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Friday, 26 August 2016

Extraordinary Women: Dr Agnes Chigona

Dr Agnes Chigona is changing the world, one research paper at a time.

A research fellow based in the Faculty of Education, Chigona’s research is providing the world with insight into the 21st century classroom and also guiding those involved in the education sector, how to achieve success through the implementation of new technologies.

And when not researching, Chigona supports and assist fellow colleagues to write and publish research papers in academic journals and conference proceedings. She also plays an important role in assisting postgraduate students in the faculty to develop good scholarship.

She shared her take on research with CPUT news:

What is your area of research?

My research focuses on education in the digital age i.e. teaching and learning in the 21st Century where integration of the Information Communication Technologies (ICTs) into curriculum delivery is expected. Such integration is important because classrooms are mostly occupied by learners who have exposure to new technologies such that they spend most of their time on the internet on smartphones.

Educators are required to leverage the ICTs for teaching and learning to ensure effective communication and curriculum delivery to the 21st Century learners. I therefore, seek to understand the adoption and integration of the ICTs into curriculum delivery in schools.

Why or how did you become interested in this specific area of research?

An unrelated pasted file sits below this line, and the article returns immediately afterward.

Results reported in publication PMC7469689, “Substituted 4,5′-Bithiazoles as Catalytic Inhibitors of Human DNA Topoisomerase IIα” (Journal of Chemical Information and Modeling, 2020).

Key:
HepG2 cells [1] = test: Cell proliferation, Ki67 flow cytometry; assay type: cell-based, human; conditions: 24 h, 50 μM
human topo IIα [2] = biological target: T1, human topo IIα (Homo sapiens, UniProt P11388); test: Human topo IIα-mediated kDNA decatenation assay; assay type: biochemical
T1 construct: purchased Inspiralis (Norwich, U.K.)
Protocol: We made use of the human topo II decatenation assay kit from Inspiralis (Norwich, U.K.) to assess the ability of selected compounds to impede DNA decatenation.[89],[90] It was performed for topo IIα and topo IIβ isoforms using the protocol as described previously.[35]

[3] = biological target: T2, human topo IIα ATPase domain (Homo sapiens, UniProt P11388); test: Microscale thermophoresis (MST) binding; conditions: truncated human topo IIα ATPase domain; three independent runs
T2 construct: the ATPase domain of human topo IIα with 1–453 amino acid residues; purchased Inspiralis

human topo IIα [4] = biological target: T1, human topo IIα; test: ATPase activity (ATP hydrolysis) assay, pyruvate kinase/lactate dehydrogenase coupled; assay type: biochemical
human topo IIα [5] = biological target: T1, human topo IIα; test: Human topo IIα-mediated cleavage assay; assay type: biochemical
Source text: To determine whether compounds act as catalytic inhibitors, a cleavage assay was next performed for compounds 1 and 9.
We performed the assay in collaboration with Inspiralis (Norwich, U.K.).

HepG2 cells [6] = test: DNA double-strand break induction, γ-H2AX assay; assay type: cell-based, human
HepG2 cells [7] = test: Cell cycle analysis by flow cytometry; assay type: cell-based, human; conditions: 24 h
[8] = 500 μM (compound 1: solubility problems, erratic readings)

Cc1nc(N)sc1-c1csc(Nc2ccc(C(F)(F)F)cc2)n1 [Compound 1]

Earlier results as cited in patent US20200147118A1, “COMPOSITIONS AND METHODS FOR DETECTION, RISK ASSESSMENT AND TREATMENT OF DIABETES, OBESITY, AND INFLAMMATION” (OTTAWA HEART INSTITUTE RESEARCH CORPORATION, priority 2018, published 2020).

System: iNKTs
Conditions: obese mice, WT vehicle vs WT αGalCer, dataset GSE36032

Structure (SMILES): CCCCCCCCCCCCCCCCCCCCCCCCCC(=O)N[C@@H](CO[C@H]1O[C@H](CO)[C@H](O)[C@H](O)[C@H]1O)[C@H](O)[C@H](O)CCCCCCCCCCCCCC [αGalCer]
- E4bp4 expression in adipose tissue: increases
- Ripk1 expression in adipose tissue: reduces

From the project I was involved in during my postdoctoral at UCT in 2009 and 2010, it became clear to me that teachers need to be trained and modelled to teach with and through ICTs. I therefore, turned to look at what higher education institutions are doing to ensure new teachers joining the teaching professional are well modelled and equipped to integrate the ICTs into their pedagogies.

I have conducted a lot of studies on how teacher education is preparing new teachers to teach with new technologies. There is a need for teacher education programs to be redesigned towards technological pedagogical and content knowledge (TPACK) to enable the teachers to teach with and through ICTs effectively.

You have published extensively. What motivates you to keep on researching and writing papers?

My research subjects, teachers in particular, motivate me to keep on researching and writing papers. The teachers as foot soldiers of the education system have so many challenging stories to tell. Through my publications I contribute towards the sharing of their stories to the world. I find such assistance to the teachers satisfying.

The thrill of receiving an acceptance of a manuscript for publication in an academic journal surpasses the pain I go through producing each article.

Also, observing academics locally and internationally citing my research publications and having the ‘H’ index growing fast is one of the big motivating factors.

What do you attribute your success to?

The passion I have for my research focus coupled with drive and determination has led to my success in academic research. My family who cares much about my wellbeing has been the x-factor to my successful research career. They help me to live a balanced life. They also afford me a relaxing environment where I could be ‘me’ after a stressful working day.

Do you have any words of advice for the generation of women researchers behind you?

Never take peer-reviews on your research projects and manuscripts personal; rather look at them as a learning process.

Have a drive, determination and passion in research. Surround yourself with people who have interest in your success. But most of all, live a balanced life career wise, spiritually and socially to be able to achieve more and enjoy life.

Written by Candes Keating

Tel: +27 21 959 6311
Email: keatingc@cput.ac.za

Provides coverage for the Engineering and Applied Sciences Faculties; the Bellville and Wellington Campuses, and research and innovation news.